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Lady of Lourdes Medical Center Implements RFID-Based Asset Tracking

The New Jersey hospital expects to significantly reduce the time spent searching for equipment, as well as cut equipment rental and replacement costs and curtail the spread of infection.
By Beth Bacheldor
Dec 05, 2007Our Lady of Lourdes Medical Center, a 410-bed regional hospital in Camden, N.J., is implementing a real-time location system (RTLS) to track a variety of mobile equipment and hospital assets so they're easier to find and maintain.

The facility, part of the Lourdes Health System, is deploying an RTLS from RadarFind that leverages active ultrahigh-frequency (UHF) RFID transponders operating at 902 to 928 MHz and using multiple-input, multiple-output (MIMO) communication. MIMO is a wireless communication technique utilizing multiple analog signal paths among multiple antennas at both the transmitter and receiver to transmit data. The RadarFind asset tags feature sliding switches that nurses can activate to indicate whether an asset is in use, requires cleaning or is ready for use.

"Our objective is to reduce the burden on the nursing staff from chasing the equipment needed for direct patient care," says Maureen Hetu, CIO at Our Lady of Lourdes Medical Center. The hospital will employ about 1,000 tags in the initial installation to track specialty beds, stretchers, mobile telemetry monitors, IV pumps and wheelchairs. Each tag contains a unique identifier associated with a serial number encoded to a 2-D bar-code label also affixed to the item. The bar-code number is then associated to information in a back-end database, thus linking the tag to a particular device, as well as related information, such as the item's serial number, make and manufacturer.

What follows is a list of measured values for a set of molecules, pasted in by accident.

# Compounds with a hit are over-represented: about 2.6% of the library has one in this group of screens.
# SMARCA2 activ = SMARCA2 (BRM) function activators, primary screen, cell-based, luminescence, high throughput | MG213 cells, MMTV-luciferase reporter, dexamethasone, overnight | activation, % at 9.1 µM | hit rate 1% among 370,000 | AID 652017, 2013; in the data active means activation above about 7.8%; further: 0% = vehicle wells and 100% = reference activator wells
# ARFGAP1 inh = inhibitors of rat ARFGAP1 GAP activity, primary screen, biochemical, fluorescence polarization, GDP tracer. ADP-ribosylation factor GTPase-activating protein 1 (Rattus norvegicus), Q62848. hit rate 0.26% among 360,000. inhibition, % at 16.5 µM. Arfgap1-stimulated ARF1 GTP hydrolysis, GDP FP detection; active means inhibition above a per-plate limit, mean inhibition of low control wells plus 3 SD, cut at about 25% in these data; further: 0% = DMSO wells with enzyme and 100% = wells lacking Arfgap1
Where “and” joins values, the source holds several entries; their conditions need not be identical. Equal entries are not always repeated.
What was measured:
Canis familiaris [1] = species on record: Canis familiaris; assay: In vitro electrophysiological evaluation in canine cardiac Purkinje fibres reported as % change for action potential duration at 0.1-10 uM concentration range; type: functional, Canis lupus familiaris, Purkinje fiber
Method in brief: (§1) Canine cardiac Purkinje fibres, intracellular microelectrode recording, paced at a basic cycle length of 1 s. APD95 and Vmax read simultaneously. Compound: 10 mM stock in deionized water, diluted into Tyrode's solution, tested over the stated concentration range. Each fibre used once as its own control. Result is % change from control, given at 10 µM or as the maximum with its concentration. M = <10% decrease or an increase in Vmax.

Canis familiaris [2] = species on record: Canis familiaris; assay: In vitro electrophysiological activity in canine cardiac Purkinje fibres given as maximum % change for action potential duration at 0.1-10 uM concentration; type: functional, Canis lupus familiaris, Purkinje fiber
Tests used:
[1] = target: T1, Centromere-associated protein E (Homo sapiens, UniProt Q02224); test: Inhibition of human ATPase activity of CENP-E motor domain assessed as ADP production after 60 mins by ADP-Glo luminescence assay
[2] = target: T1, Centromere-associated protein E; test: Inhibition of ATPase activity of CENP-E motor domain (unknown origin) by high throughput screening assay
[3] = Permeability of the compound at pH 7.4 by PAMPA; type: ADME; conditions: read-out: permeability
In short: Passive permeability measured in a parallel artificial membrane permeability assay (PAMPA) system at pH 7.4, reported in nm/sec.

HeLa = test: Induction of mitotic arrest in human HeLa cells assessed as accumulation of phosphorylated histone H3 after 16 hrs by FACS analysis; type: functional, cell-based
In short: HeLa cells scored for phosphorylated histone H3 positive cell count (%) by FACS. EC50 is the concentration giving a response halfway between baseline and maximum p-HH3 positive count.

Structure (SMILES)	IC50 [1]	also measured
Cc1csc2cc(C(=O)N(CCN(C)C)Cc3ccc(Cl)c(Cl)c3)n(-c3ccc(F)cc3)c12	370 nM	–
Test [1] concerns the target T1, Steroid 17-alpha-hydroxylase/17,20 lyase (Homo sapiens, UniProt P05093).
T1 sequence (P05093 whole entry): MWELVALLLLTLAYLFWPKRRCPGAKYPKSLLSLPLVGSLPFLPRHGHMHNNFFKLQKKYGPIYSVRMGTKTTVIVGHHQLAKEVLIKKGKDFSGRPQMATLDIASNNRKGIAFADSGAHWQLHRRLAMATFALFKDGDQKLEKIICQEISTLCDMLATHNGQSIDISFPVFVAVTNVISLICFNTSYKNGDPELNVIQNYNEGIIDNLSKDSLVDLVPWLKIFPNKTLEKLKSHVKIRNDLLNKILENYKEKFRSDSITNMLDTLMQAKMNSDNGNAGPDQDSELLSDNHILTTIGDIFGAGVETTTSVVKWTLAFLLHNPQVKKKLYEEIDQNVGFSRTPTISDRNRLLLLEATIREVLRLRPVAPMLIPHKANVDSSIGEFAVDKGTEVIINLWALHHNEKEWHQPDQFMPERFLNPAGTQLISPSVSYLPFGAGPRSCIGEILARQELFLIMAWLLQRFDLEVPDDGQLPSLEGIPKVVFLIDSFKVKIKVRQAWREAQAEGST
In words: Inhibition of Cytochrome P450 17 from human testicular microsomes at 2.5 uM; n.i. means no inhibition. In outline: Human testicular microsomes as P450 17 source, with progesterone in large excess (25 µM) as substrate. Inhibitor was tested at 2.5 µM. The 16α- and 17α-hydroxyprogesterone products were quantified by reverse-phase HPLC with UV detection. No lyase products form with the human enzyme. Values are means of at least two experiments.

About 500 RadarFind interrogators will be installed throughout the hospital to track items at the room level, Hetu says, though exact deployment locations are still being worked out. The readers pass along the ID numbers culled from the tags to collectors, which are devices that manage multiple readers (RadarFind suggests installing one collector per floor). The interrogators can communicate with the collectors either by transmitting their data over the air using the 902-928 MHz UHF band or by sending special data signals over the hospital's power lines. The collectors then pass the data, via a local area network, to a RadarFind server.

RadarFind will also be integrated with the hospital's equipment repair and preventative maintenance system, so the current location of the equipment will be available when the engineering staff needs to perform a repair or conduct preventative maintenance.

Nurses and staff in the biomedical engineering or central supply divisions, as well as at the receiving dock, will use RadarFind to track the equipment's real-time location, including its movement and utilization, and be able to monitor and find items in need of repair or scheduled maintenance. By sliding a switch on the tag, the nurses will be able to immediately let the hospital's engineering staff know that a specific item needs to be repaired, as well as where it's located. "Equipment impacted by recall notices can be located and remediated quickly," Hetu adds, "reducing the risk that a patient is harmed."

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